> There are 3 UINT32s per non-leaf function.
> These are offsets into the image. Images are limited to 4GB in size.
> They are to the start of the function, end of the function, and
> to additional metadata.
> The additional metadata is called "xdata" or exception data.
> The offset to the metadata be be absent or 0, but that should be
> in practise -- it is for revealing leaf functions to static
> analysis for example.
> The "xdata" is then what describes how to restore non volatile
> such as the order to pop them, or what offset they were saved at to the
> frame pointer or stack pointer (and which register if any is the
> frame pointer -- it doesn't have to be rbp,
> and most functions don't have one.)
> There are restrictions on code generation -- rsp changes and non
> volatile saves
> must be describable with this metadata. There is a notion of the
> end of the prologue,
> at this point all non volatiles that will be changed have been
> saved, and rsp changes
> are done. This is misleading though in that almost arbitrary code
> can be interleaved
> within the prologue, i.e. changes to volatile registers.
> As well, as a background, generally Windows/x64 functions don't
> change rsp,
> except in their prologue and the call instruction.
> They are not "pushy/poppp". However if a function uses _alloca, that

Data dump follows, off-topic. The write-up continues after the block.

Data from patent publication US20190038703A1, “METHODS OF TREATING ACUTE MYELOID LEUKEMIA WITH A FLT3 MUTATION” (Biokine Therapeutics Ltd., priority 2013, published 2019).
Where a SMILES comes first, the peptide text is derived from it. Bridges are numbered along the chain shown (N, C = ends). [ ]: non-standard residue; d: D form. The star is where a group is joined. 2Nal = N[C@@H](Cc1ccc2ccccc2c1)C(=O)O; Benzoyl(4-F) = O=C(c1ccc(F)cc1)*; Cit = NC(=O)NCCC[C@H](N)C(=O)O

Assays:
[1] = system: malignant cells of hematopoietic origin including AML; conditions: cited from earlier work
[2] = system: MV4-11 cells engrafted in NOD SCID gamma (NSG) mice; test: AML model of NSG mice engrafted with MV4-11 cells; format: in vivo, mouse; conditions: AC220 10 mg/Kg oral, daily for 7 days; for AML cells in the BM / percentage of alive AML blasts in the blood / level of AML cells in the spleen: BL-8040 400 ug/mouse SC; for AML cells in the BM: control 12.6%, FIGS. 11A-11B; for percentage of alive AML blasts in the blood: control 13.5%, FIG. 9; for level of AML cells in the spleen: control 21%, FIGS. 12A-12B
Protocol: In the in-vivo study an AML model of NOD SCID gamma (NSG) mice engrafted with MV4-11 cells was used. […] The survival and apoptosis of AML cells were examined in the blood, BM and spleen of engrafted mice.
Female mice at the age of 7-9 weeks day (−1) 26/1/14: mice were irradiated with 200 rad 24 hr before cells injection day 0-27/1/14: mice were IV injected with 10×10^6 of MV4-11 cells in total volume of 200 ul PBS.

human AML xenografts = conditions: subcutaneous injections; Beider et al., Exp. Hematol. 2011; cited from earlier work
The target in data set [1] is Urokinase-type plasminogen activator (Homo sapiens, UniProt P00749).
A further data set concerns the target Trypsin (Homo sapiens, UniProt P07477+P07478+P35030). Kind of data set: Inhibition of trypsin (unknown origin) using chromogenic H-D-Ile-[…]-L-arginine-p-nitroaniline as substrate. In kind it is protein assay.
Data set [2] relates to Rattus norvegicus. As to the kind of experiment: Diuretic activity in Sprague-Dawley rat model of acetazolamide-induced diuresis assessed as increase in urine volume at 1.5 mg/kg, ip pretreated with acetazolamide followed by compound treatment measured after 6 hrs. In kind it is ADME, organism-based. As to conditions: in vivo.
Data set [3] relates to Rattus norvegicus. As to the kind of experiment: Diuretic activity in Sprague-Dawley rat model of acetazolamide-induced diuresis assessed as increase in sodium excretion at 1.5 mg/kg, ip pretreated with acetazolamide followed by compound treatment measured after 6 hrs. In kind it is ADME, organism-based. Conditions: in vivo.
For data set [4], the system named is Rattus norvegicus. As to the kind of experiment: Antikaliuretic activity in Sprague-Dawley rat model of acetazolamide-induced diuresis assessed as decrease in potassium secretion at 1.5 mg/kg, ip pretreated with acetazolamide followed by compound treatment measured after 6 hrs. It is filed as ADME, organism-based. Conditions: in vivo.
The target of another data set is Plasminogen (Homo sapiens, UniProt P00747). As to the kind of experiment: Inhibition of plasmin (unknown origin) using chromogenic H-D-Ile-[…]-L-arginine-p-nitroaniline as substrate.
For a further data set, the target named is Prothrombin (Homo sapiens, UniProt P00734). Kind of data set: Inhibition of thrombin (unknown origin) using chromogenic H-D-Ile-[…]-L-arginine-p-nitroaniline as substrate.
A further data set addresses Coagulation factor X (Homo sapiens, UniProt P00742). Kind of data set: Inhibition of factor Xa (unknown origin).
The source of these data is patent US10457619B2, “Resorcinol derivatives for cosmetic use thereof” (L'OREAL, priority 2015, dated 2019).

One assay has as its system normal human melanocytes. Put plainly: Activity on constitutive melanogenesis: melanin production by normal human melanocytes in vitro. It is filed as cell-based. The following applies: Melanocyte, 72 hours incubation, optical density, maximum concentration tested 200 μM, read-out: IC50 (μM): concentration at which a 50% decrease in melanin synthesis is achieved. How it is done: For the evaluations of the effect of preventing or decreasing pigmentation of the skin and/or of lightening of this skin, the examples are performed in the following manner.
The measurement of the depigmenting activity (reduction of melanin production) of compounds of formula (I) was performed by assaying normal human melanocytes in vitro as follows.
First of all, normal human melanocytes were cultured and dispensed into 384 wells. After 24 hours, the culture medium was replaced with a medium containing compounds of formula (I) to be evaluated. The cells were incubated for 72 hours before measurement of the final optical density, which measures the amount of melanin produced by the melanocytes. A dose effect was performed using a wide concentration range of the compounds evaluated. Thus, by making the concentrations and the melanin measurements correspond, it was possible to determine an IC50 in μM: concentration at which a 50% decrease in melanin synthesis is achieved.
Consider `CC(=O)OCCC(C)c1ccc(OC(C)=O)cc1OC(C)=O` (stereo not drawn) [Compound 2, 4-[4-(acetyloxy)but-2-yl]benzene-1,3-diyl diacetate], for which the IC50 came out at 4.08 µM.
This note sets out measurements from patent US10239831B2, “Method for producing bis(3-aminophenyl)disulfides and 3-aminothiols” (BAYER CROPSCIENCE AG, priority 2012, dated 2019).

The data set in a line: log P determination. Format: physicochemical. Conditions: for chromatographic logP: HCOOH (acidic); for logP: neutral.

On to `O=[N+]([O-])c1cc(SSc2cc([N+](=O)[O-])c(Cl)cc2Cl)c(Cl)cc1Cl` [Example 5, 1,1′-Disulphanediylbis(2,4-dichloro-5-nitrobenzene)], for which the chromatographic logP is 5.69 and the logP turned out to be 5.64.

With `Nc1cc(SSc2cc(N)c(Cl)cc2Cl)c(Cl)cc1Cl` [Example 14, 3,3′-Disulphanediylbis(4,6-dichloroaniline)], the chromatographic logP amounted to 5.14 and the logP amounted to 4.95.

> is a contradiction. Such functions must have a frame pointer,
> such as rbp,
> though it doesn't have to be rbp and often is not.
> There is also a notion of chaining the data. This is useful when
> a function has "early out" paths that only change some non volatiles.
> Also there is allowance for discontiguous functions.
> Also there is no metadata for epilogues. If an exception occurs
> in an epilogue,
> the runtime actually look at the code being run, detects it is an
> and simulates it. As such, epilogue code generation is constrained.
> (and breakpoints within epilogues mess things up!)
> These is metadata for epilogues (UWOP_EPILOG) but it is only available
> on Windows 8.1 and newer.
> To repeat -- the unwindability is from any single instruction, be
> in the
> middle of a prologue, middle of an epilogue, or in the body of a
> outside of prologue/epilogue.
> This unwindabilty serves both exception dispatch and debugger
> stack walking,
> and other things, like sampling profiler stack walking, or "leak
> stack walking" -- stack walking is always possible, modulo bugs.
> The most common bugs are probably in hand written assemble, since
> assembly programmers have to do basically the work themselves.
> There is provision for providing the pdata at runtime for JITed code.
> The linker has to combine all the pdata and place a pointer
> (offset) to it
> in a documented place in the PE, similar to how imports and
> exports and base
> relocations are recorded.
> Anyway, see the documentation.
> - Jay
> LLVM Developers mailing list
> llvm-dev at lists.llvm.org<mailto:llvm-dev at lists.llvm.org>
More information about the llvm-dev